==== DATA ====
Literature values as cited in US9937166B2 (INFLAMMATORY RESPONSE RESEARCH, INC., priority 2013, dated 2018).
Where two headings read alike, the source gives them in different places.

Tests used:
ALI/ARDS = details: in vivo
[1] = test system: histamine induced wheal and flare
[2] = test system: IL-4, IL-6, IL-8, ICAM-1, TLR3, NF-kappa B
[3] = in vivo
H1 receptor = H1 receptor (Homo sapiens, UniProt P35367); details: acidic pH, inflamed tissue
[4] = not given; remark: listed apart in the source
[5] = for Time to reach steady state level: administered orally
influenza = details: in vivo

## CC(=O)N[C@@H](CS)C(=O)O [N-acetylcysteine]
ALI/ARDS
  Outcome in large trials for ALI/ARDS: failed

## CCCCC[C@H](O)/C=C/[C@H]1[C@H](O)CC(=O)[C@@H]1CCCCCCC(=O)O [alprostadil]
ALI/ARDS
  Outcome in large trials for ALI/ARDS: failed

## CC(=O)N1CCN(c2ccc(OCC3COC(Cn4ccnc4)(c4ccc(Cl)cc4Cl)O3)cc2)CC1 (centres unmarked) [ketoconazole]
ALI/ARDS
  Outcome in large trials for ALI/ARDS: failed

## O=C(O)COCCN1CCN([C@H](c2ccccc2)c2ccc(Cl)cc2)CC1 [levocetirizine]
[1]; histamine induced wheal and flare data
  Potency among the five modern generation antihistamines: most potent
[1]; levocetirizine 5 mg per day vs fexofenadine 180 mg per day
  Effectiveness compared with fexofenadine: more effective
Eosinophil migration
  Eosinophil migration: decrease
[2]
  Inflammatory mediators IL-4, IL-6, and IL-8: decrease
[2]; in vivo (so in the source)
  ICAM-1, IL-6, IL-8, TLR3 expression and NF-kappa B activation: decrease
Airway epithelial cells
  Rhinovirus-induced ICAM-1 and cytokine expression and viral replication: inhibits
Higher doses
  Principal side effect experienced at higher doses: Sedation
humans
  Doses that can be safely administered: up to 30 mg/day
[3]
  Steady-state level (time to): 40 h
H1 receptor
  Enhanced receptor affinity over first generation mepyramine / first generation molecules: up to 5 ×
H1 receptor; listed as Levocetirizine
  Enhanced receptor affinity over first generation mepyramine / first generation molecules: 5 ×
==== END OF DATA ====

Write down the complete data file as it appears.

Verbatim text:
Literature values as cited in US9937166B2 (INFLAMMATORY RESPONSE RESEARCH, INC., priority 2013, dated 2018).
Where two headings read alike, the source gives them in different places.

Tests used:
ALI/ARDS = details: in vivo
[1] = test system: histamine induced wheal and flare
[2] = test system: IL-4, IL-6, IL-8, ICAM-1, TLR3, NF-kappa B
[3] = in vivo
H1 receptor = H1 receptor (Homo sapiens, UniProt P35367); details: acidic pH, inflamed tissue
[4] = not given; remark: listed apart in the source
[5] = for Time to reach steady state level: administered orally
influenza = details: in vivo

## CC(=O)N[C@@H](CS)C(=O)O [N-acetylcysteine]
ALI/ARDS
  Outcome in large trials for ALI/ARDS: failed

## CCCCC[C@H](O)/C=C/[C@H]1[C@H](O)CC(=O)[C@@H]1CCCCCCC(=O)O [alprostadil]
ALI/ARDS
  Outcome in large trials for ALI/ARDS: failed

## CC(=O)N1CCN(c2ccc(OCC3COC(Cn4ccnc4)(c4ccc(Cl)cc4Cl)O3)cc2)CC1 (centres unmarked) [ketoconazole]
ALI/ARDS
  Outcome in large trials for ALI/ARDS: failed

## O=C(O)COCCN1CCN([C@H](c2ccccc2)c2ccc(Cl)cc2)CC1 [levocetirizine]
[1]; histamine induced wheal and flare data
  Potency among the five modern generation antihistamines: most potent
[1]; levocetirizine 5 mg per day vs fexofenadine 180 mg per day
  Effectiveness compared with fexofenadine: more effective
Eosinophil migration
  Eosinophil migration: decrease
[2]
  Inflammatory mediators IL-4, IL-6, and IL-8: decrease
[2]; in vivo (so in the source)
  ICAM-1, IL-6, IL-8, TLR3 expression and NF-kappa B activation: decrease
Airway epithelial cells
  Rhinovirus-induced ICAM-1 and cytokine expression and viral replication: inhibits
Higher doses
  Principal side effect experienced at higher doses: Sedation
humans
  Doses that can be safely administered: up to 30 mg/day
[3]
  Steady-state level (time to): 40 h
H1 receptor
  Enhanced receptor affinity over first generation mepyramine / first generation molecules: up to 5 ×
H1 receptor; listed as Levocetirizine
  Enhanced receptor affinity over first generation mepyramine / first generation molecules: 5 ×